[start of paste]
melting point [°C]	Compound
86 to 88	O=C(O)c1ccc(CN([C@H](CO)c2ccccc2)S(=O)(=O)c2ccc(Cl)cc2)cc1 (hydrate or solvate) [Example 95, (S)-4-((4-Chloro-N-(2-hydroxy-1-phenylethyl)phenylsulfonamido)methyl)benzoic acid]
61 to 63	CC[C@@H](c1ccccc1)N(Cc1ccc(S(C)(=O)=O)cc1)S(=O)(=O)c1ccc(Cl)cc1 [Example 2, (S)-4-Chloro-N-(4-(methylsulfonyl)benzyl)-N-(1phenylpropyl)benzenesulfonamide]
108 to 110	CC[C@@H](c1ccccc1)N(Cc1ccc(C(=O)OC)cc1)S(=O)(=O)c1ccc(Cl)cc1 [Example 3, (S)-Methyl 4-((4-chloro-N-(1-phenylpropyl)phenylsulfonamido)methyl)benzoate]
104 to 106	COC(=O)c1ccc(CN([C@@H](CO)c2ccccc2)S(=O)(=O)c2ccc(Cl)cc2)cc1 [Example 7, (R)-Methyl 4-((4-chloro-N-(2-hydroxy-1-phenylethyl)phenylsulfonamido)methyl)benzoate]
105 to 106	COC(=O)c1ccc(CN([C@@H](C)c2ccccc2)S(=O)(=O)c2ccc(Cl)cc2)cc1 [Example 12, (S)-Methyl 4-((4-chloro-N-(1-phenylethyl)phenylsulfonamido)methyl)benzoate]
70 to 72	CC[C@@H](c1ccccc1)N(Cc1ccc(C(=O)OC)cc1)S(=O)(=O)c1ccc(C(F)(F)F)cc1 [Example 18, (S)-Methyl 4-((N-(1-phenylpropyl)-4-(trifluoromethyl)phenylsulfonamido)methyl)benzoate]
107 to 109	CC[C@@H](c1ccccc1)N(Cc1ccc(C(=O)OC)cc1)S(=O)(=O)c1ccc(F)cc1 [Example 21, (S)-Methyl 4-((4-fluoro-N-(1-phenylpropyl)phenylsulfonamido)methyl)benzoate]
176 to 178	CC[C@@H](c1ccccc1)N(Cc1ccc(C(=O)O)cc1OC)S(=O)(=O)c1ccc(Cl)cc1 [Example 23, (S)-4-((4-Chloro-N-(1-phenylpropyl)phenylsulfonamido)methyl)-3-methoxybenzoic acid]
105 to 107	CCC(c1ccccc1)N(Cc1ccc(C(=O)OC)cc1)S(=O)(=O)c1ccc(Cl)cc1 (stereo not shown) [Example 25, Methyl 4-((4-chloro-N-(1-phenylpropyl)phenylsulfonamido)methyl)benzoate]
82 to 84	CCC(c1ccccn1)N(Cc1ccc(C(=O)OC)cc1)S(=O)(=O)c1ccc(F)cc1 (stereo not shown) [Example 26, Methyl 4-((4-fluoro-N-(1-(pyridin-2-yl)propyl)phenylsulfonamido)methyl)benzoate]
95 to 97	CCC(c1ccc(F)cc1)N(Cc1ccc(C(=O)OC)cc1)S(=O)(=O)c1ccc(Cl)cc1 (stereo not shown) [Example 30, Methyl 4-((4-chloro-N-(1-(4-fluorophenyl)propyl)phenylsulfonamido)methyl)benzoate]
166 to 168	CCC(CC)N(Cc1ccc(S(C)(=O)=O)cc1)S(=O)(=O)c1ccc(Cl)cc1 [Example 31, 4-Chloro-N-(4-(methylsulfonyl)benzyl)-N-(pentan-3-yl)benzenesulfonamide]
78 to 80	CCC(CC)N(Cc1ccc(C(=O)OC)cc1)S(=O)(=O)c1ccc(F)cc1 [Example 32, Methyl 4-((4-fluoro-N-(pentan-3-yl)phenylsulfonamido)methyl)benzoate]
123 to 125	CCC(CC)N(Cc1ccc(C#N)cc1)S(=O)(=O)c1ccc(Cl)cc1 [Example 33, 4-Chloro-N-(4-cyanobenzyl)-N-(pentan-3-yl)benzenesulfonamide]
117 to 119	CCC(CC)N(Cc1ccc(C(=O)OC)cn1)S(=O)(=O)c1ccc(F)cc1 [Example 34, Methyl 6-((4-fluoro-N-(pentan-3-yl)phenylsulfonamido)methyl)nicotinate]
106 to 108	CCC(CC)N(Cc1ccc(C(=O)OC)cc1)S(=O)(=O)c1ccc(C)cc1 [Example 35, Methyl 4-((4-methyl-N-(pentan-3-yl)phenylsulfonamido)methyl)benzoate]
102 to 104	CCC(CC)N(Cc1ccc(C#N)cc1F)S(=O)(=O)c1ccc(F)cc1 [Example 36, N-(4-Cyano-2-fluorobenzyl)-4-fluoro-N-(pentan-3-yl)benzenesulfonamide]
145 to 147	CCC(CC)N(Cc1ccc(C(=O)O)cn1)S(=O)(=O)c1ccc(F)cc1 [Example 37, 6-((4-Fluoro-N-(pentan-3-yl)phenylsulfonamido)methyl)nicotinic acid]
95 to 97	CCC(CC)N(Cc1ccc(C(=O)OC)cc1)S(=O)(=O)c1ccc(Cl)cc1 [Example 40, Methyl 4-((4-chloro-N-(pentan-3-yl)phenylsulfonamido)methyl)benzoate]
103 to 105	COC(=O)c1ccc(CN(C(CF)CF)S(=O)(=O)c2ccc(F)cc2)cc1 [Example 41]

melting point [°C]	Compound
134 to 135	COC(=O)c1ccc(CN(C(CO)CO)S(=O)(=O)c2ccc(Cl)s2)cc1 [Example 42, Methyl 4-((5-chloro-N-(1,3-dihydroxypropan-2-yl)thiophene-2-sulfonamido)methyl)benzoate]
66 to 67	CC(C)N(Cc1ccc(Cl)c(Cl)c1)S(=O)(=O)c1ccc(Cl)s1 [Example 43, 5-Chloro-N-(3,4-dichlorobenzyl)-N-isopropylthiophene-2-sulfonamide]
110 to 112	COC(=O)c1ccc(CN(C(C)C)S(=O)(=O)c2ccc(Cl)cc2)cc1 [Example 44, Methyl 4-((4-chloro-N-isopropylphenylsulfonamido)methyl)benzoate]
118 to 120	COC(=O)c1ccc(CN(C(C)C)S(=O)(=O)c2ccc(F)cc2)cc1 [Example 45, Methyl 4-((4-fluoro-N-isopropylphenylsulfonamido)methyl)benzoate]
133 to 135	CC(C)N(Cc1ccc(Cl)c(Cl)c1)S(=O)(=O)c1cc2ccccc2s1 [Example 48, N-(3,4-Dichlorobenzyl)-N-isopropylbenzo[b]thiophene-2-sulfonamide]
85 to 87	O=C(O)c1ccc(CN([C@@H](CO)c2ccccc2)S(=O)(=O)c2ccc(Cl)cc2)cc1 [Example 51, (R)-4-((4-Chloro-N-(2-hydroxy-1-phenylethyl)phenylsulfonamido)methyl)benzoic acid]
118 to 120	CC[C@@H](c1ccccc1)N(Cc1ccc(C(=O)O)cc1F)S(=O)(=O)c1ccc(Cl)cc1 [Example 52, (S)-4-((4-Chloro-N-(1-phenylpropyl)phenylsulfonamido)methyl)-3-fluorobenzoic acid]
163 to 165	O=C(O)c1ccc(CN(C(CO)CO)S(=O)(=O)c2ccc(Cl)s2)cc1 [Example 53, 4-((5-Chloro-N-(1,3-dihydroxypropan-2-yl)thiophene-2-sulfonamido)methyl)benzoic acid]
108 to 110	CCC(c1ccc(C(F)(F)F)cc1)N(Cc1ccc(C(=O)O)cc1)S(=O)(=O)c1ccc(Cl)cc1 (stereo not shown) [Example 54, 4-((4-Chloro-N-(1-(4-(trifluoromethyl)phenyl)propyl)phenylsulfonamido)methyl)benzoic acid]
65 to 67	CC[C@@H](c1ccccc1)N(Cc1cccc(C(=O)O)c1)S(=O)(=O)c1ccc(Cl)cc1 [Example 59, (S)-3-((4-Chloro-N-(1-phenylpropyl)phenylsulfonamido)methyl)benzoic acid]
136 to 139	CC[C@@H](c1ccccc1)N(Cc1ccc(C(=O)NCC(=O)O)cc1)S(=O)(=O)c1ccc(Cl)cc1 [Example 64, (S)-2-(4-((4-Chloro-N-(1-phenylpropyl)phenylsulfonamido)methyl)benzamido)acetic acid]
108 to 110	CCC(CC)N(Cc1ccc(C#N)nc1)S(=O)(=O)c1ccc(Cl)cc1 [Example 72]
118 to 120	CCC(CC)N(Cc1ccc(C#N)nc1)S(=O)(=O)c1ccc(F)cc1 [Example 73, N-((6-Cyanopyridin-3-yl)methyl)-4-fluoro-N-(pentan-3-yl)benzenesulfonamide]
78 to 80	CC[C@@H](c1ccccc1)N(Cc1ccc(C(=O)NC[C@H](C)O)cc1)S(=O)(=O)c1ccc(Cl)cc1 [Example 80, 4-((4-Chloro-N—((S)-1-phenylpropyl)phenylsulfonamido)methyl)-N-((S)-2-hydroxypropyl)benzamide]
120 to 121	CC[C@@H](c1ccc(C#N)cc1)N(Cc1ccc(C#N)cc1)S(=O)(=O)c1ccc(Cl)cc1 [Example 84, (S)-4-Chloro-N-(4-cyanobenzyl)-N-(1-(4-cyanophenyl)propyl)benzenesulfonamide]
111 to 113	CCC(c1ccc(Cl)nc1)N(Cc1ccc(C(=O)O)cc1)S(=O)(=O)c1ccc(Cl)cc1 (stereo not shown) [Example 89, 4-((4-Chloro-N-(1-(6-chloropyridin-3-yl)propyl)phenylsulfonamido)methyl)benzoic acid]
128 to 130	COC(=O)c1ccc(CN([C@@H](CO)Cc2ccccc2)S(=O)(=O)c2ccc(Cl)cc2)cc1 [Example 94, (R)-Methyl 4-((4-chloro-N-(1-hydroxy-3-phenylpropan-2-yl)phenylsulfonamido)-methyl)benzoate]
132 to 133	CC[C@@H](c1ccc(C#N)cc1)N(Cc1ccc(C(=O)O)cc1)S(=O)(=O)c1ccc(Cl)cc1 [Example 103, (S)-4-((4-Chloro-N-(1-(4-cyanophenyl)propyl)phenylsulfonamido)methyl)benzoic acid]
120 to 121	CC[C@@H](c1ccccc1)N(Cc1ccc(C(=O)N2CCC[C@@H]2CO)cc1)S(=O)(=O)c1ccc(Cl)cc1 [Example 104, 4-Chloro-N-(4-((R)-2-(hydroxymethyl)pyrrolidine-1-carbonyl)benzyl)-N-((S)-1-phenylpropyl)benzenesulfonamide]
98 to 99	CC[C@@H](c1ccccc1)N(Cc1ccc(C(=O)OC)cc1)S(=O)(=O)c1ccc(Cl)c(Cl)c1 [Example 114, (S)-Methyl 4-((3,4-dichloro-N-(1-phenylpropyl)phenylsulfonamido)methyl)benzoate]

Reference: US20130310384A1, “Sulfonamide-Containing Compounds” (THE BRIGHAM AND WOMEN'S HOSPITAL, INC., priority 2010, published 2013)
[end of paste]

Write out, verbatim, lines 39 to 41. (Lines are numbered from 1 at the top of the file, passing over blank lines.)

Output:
128 to 130	COC(=O)c1ccc(CN([C@@H](CO)Cc2ccccc2)S(=O)(=O)c2ccc(Cl)cc2)cc1 [Example 94, (R)-Methyl 4-((4-chloro-N-(1-hydroxy-3-phenylpropan-2-yl)phenylsulfonamido)-methyl)benzoate]
132 to 133	CC[C@@H](c1ccc(C#N)cc1)N(Cc1ccc(C(=O)O)cc1)S(=O)(=O)c1ccc(Cl)cc1 [Example 103, (S)-4-((4-Chloro-N-(1-(4-cyanophenyl)propyl)phenylsulfonamido)methyl)benzoic acid]
120 to 121	CC[C@@H](c1ccccc1)N(Cc1ccc(C(=O)N2CCC[C@@H]2CO)cc1)S(=O)(=O)c1ccc(Cl)cc1 [Example 104, 4-Chloro-N-(4-((R)-2-(hydroxymethyl)pyrrolidine-1-carbonyl)benzyl)-N-((S)-1-phenylpropyl)benzenesulfonamide]